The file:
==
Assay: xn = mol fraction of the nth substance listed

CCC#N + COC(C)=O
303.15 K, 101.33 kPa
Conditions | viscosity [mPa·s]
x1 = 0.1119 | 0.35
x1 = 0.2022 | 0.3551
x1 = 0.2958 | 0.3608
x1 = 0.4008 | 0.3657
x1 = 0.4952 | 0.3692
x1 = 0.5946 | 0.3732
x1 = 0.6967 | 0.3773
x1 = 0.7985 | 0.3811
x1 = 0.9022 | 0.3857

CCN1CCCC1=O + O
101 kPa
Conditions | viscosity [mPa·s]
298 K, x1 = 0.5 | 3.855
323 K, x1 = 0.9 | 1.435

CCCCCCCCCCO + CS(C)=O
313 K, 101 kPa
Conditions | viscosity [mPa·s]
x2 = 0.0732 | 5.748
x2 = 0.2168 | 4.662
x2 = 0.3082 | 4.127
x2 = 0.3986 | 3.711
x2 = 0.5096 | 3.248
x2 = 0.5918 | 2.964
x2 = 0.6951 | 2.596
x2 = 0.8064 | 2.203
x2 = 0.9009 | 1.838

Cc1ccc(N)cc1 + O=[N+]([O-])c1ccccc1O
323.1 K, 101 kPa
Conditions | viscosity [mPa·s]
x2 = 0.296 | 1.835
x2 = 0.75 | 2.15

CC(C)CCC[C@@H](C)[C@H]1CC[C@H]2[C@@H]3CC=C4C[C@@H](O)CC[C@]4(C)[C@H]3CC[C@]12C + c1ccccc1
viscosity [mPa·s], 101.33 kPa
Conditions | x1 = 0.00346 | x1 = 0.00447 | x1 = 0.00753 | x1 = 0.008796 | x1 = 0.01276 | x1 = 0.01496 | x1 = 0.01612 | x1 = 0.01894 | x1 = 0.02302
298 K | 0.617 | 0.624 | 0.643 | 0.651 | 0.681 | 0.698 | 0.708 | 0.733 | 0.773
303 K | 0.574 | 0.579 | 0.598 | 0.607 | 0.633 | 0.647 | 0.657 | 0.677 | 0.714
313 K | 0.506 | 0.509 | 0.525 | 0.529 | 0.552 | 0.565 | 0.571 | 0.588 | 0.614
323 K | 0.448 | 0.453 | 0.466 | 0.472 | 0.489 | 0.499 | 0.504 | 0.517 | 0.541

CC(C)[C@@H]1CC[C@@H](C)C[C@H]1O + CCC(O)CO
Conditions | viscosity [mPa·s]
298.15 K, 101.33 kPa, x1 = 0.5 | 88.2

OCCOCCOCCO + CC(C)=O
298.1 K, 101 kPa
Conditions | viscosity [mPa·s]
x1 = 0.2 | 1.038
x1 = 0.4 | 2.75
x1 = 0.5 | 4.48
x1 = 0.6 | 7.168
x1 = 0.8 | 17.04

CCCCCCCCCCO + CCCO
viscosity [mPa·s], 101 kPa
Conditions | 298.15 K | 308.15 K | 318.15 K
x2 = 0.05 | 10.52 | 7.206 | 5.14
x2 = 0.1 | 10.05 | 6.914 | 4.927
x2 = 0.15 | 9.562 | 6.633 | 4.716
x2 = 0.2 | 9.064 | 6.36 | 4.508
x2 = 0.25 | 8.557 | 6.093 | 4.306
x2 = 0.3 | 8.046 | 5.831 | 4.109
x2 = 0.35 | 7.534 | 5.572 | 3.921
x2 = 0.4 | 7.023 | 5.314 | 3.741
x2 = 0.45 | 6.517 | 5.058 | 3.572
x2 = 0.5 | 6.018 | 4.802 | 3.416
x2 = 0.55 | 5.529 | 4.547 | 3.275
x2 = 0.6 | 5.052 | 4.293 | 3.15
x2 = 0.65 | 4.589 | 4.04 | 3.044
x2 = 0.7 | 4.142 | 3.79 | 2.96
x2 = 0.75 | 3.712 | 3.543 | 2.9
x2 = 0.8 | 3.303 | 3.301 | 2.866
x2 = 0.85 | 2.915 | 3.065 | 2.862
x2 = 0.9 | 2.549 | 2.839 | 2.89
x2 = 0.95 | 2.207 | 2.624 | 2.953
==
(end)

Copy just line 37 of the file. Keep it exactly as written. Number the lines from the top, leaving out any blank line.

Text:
viscosity [mPa·s], 101.33 kPa